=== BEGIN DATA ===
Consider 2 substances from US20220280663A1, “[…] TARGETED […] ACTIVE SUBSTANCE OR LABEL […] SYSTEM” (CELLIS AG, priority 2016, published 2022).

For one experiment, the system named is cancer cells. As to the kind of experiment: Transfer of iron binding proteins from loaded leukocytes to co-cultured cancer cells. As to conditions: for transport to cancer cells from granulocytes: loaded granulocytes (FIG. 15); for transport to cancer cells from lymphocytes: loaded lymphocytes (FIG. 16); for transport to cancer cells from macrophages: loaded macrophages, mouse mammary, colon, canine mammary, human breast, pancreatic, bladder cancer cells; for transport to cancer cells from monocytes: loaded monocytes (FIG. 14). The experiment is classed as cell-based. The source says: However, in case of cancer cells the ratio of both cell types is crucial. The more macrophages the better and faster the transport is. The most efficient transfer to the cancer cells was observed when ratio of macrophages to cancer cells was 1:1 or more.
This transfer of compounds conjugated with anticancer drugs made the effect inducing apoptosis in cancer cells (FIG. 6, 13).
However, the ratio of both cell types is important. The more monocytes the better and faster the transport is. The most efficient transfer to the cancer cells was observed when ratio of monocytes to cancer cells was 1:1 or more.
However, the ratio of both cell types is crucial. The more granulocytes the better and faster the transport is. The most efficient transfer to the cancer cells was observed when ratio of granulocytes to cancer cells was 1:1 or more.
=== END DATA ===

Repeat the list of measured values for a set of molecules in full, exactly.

Consider 2 substances from US20220280663A1, “[…] TARGETED […] ACTIVE SUBSTANCE OR LABEL […] SYSTEM” (CELLIS AG, priority 2016, published 2022).

For one experiment, the system named is cancer cells. As to the kind of experiment: Transfer of iron binding proteins from loaded leukocytes to co-cultured cancer cells. As to conditions: for transport to cancer cells from granulocytes: loaded granulocytes (FIG. 15); for transport to cancer cells from lymphocytes: loaded lymphocytes (FIG. 16); for transport to cancer cells from macrophages: loaded macrophages, mouse mammary, colon, canine mammary, human breast, pancreatic, bladder cancer cells; for transport to cancer cells from monocytes: loaded monocytes (FIG. 14). The experiment is classed as cell-based. The source says: However, in case of cancer cells the ratio of both cell types is crucial. The more macrophages the better and faster the transport is. The most efficient transfer to the cancer cells was observed when ratio of macrophages to cancer cells was 1:1 or more.
This transfer of compounds conjugated with anticancer drugs made the effect inducing apoptosis in cancer cells (FIG. 6, 13).
However, the ratio of both cell types is important. The more monocytes the better and faster the transport is. The most efficient transfer to the cancer cells was observed when ratio of monocytes to cancer cells was 1:1 or more.
However, the ratio of both cell types is crucial. The more granulocytes the better and faster the transport is. The most efficient transfer to the cancer cells was observed when ratio of granulocytes to cancer cells was 1:1 or more.